Charles Dickens, Great Expectations: Ch. 27

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Chapter XXVII

"MY DEAR MR PIP:—

"I write this by request of Mr. Gargery, for to let you know that he is going to London in company with Mr. Wopsle and would be glad if agreeable to be allowed to see you. He would call at Barnard's Hotel Tuesday morning at nine o'clock, when if not agreeable please leave word. Your poor sister is much the same as when you left. We talk of you in the kitchen every night, and wonder what you are saying and doing. If now considered in the light of a liberty, excuse it for the love of poor old days. No more, dear Mr. Pip, from your ever obliged, and affectionate servant,

"BIDDY."

"P.S. He wishes me most particular to write what larks. He says you will understand. I hope and do not doubt it will be agreeable to see him, even though a gentleman, for you had ever a good heart, and he is a worthy, worthy man. I have read him all, excepting only the last little sentence, and he wishes me most particular to write again what larks."

I received this letter by the post on Monday morning, and therefore its appointment was for next day. Let me confess exactly with what feelings I looked forward to Joe's coming.

Not with pleasure, though I was bound to him by so many ties; no; with considerable disturbance, some mortification, and a keen sense of incongruity.d If I could have kept him away by paying money, I certainly would have paid money. My greatest reassurance was that he was coming to Barnard's Inn, not to Hammersmith, and consequently would not fall in Bentley Drummle's way. I had little objection to his being seen by Herbert or his father, for both of whom I had a respect; but I had the sharpest sensitiveness as to his being seen by Drummle, whom I held in contempt. So, throughout life, our worst weaknesses and meannesses are usually committed for the sake of the people whom we most despise.

I had begun to be always decorating the chambers in some quite unnecessary and inappropriate way or other, and very expensive those wrestles with Barnard proved to be. By this time, the rooms were vastly different from what I had found them, and I enjoyed the honor of occupying a few prominent pages in the books of a neighboring upholsterer. I had got on so fast of late, that I had even started a boy in boots,—top bootsd,—in bondage and slavery to whom I might have been said to pass my days. For, after I had made the monster (out of the refuse of my washerwoman's family), and had clothed him with a blue coat, canary waistcoat, white cravat, creamy breeches, and the boots already mentioned, I had to find him a little to do and a great deal to eat; and with both of those horrible requirements he haunted my existence.

This avenging phantomd was ordered to be on duty at eight on Tuesday morning in the hall, (it was two feet square, as charged for floorcloth,) and Herbert suggested certain things for breakfast that he thought Joe would like. While I felt sincerely obliged to him for being so interested and considerate, I had an odd half-provoked sense of suspicion upon me, that if Joe had been coming to see him, he wouldn't have been quite so brisk about it.

However, I came into town on the Monday night to be ready for Joe, and I got up early in the morning, and caused the sitting-room and breakfast-table to assume their most splendid appearance. Unfortunately the morning was drizzly, and an angel could not have concealed the fact that Barnard was shedding sooty tears outside the window, like some weak giant of a Sweep.w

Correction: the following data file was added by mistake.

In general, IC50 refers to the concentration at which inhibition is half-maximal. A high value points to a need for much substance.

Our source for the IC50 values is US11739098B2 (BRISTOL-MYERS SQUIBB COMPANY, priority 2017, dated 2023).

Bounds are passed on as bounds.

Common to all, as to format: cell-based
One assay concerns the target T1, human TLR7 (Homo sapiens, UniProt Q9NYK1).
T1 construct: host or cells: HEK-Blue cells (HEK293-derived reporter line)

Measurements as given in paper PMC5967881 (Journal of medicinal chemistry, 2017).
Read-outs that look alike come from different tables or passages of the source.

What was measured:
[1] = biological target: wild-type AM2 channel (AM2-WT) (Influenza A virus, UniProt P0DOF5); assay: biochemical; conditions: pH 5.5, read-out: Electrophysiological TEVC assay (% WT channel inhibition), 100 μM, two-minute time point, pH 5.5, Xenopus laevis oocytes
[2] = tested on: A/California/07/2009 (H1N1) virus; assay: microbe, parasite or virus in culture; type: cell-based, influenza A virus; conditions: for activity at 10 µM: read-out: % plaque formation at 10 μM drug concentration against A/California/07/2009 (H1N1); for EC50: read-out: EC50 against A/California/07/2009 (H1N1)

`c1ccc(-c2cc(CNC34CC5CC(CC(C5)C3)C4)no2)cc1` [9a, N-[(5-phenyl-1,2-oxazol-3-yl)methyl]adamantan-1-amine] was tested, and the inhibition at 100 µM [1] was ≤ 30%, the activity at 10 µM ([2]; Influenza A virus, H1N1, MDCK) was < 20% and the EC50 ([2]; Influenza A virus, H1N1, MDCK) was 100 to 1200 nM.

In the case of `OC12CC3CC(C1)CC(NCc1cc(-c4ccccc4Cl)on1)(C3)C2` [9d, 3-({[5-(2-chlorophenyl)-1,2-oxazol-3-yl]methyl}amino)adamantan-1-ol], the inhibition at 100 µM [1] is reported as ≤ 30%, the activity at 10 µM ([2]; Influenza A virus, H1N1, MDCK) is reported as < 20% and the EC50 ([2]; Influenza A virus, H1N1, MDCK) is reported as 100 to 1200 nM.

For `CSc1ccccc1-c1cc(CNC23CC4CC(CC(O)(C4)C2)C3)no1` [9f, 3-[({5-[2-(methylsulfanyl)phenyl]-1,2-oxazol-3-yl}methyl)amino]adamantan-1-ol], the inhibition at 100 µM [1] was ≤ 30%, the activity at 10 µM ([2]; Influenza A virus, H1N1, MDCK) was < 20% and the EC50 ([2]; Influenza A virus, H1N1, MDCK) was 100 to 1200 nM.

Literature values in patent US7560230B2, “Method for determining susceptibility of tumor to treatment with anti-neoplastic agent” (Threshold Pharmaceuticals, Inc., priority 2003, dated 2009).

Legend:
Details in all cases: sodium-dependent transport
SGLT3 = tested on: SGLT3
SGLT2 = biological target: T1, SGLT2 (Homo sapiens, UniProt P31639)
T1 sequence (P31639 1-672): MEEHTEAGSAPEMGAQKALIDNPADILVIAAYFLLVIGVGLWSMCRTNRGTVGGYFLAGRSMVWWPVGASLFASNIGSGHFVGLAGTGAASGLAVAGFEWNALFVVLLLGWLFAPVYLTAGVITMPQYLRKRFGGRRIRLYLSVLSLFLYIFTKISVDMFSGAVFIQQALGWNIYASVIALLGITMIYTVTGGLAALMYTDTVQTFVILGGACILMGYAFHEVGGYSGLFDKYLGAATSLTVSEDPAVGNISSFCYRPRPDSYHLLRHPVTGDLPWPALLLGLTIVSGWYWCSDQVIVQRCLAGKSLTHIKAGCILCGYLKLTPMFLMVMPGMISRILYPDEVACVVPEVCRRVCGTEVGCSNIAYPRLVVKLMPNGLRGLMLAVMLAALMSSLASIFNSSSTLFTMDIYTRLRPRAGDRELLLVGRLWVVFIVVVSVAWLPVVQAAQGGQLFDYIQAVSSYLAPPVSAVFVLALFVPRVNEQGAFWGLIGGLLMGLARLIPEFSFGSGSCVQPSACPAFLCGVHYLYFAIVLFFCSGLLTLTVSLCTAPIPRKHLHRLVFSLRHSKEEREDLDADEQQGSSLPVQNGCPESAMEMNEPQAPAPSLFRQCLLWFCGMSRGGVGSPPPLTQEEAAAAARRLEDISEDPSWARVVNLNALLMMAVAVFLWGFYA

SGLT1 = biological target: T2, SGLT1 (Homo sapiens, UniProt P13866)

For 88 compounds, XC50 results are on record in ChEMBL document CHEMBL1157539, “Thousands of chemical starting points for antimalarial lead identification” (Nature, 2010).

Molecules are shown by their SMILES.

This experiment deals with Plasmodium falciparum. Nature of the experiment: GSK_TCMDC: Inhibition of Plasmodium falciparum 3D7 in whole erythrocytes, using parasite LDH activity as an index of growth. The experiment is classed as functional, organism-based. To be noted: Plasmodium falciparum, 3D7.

As the time approached I should have liked to run away, but the Avenger pursuant to orders was in the hall, and presently I heard Joe on the staircase. I knew it was Joe, by his clumsy manner of coming up stairs,—his state boots being always too big for him,—and by the time it took him to read the names on the other floors in the course of his ascent. When at last he stopped outside our door, I could hear his finger tracing over the painted letters of my name, and I afterwards distinctly heard him breathing in at the keyhole. Finally he gave a faint single rap, and Pepperw—such was the compromising name of the avenging boy—announced "Mr. Gargery!" I thought he never would have done wiping his feet, and that I must have gone out to lift him off the mat, but at last he came in.

"Joe, how are you, Joe?"

"Pip, how AIR you, Pip?"

X [d] I was bound to him by so many ties; no; with …

Writing & Reading

The verb "bound" reminds us that there are strongly positive bonds, such as those of "what larks" and Joe and Pip's early life together. Perhaps the most significant evidence of Pip's moral corruption is his treatment of Joe and embarrassment. In suppressing his past bonds with Joe, Pip denies what was most humane in himself and noble in Joe.

X [d] a boy in boots,—top boots

Class

Servants were often called not by their actual name but by their function. A "boots" in an inn cleaned the travelers' boots and shoes during the night. The OED lists this use in "Dickens Sketches by Boz 1st Ser. II. 218: "'I'm the boots as b'longs to the house.""…

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X [d] This avenging phantom

Mind

Brilliant comedy but even more brilliant psychology. Dickens's insights in his late great novels are so piercing as to approach the uncanny.  Pip has said above that "I had made the monster." He did so artfully. He knows at some level that he is himself merely a mannequin of a gentleman. At his psychological core he remains the boy Estella mocked for his hands, boots, and diction, …

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X [w] Sweep.

People

Chimney-sweep. 

X [w] Pepper

Writing & Reading

Is "to beat or thrash" in Shakespeare, according to John Camden Hotten's A Dictionary of Modern Slang, Cant, and Vulgar Words (1860), and thus Pepper joins the Avenger, Trabb's Boy, and the other menacing boys and young men.